Beneath the impossibly fast salvos of notes and dramatic whammy bar heroics, guitarist and composer Steve Vai retains an immense understanding of music. The man wrote his first orchestral arrangements while still in his teens. However, Vai’s grasp on the inner workings of music has never really translated into records for average music fans t0 enjoy: He makes music for musicians, and he’s quite proud of that fact, even going so far as to find a record label dedicated solely to providing a place for those artists with similarly athletic styles to call home.
Vai’s latest release, The Story of Light, is the second part of a planned trilogy that began with 2005’s Real Illusions: Reflections. Though the trio of albums are intended to eventually be arranged as something of a singular concept piece, there is no chronological organization or specific plot to speak of between the first two albums — at least not one that can be sorted by listening alone — though Vai has explained it as being “the cosmic journey of a man driven mad by grief, intertwining tragedy, revelation, enlightenment, and redemption.”
The Story of Light has little in the way of vocals, though when voices other than Vai’s guitar do appear, they are certainly substantial. The lead single for the album — a cover of Blind Willie Johnson’s “John the Revelator” — features The Voice finalist Beverly McClellan belting her way through the gospel number, which has been given the proper Vai treatment. The final result is an exciting mix of chunky and warped guitar rhythms holding down the fort as Vai’s unbelievably deft lead guitar twists in and out of McClellan’s call and response with a full choir. The song links up immediately with “Book of the Seven Seals”, a track that contrasts the bombast of “Revelator” with a hokey-sounding choir and an awkward vibe that would be at home as the soundtrack to the bonus round of your average B-list Sega Genesis game. Though the two were obviously intended to juxtapose one another, “Book of the Seven Seals” has a cheesiness that earns it the distinction of being the weakest track on the album.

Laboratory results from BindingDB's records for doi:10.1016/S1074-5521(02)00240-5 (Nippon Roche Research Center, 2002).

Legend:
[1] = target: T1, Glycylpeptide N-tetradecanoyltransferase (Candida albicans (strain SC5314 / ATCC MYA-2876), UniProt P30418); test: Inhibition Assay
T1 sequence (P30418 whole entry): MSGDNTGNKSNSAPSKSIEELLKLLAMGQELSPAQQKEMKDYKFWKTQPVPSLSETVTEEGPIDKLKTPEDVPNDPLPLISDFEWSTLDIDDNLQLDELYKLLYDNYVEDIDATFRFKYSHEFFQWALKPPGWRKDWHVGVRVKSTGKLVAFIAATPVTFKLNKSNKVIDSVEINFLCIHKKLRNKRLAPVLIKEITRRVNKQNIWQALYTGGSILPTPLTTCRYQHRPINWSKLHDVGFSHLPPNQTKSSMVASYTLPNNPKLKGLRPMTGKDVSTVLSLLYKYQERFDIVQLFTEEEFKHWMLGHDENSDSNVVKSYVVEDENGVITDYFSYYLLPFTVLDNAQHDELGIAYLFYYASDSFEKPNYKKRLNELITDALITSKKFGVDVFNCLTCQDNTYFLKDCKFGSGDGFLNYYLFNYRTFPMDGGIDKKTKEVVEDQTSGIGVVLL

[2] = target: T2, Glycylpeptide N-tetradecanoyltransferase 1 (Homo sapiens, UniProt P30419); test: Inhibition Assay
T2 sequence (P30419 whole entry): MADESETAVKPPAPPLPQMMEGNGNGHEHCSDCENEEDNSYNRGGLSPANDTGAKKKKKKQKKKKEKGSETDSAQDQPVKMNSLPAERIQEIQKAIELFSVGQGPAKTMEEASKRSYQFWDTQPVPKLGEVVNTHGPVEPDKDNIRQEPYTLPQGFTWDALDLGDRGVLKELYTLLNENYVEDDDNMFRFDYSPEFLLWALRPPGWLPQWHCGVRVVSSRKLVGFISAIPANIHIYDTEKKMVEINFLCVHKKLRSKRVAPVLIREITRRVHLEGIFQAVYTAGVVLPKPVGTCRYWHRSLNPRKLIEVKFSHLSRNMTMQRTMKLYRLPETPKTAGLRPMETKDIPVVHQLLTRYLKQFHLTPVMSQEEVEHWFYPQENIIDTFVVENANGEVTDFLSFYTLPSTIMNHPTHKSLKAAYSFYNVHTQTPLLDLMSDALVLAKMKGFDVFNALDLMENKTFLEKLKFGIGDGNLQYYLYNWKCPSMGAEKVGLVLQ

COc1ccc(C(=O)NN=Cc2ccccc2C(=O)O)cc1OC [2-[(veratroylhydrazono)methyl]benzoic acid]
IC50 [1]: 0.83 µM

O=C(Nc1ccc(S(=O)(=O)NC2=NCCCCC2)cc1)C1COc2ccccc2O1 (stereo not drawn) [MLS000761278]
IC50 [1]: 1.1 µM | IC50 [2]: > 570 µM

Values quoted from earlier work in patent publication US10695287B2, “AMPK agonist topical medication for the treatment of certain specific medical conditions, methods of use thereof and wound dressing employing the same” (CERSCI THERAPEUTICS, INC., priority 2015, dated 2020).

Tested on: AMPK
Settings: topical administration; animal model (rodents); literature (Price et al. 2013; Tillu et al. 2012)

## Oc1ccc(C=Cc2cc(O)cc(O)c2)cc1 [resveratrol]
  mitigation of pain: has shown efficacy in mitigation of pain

“Creamsicle Sunset” shows Vai’s guitar playing in rather uncharted territory for the axe-man, floating through lush, clean tones that recall the great lullaby-esque ballads of the Hawaiian-influenced guitarists of the 1950s, and rounded out by Vai using a playing technique that produces a pinched sound, similar to traditional Eastern stringed instruments. This is just one of countless reminders why Vai is one of the most revered guitarists on the planet: His progressing ability to coax different sounds from his guitars. Later in the album, Vai similarly exhibits his uncanny musicality on the track “Mullach A’tSi”, which is possibly the most dynamic number of the entire album, and features Vai paying homage to the vocal-style of guitar work that Jeff Beck pioneered, over a subtle-but-crucial harp part. Yes, harp.
Fans of Vai’s high-energy rock playing will not be left wanting with this album. The track “Velorum” has a prog-meets-Hendrix vibe and is significant for its monstrous display of guitar chops. However, “Gravity Storm” is the shred coup-de-grace, a hectic romp through all of the man’s signature tricks and licks over a heavy groove. The track’s title is also the name of his new signature guitar pickups, which hints at Vai’s own fondness for the song.
The Story of Light is business as usual for Vai, a man who fights to avoid repeating himself and always tries to find new territory on an instrument that he has described as being “infinite” in its creative potential.
Essential Tracks: “John the Revelator”, “Creamsicle Sunset”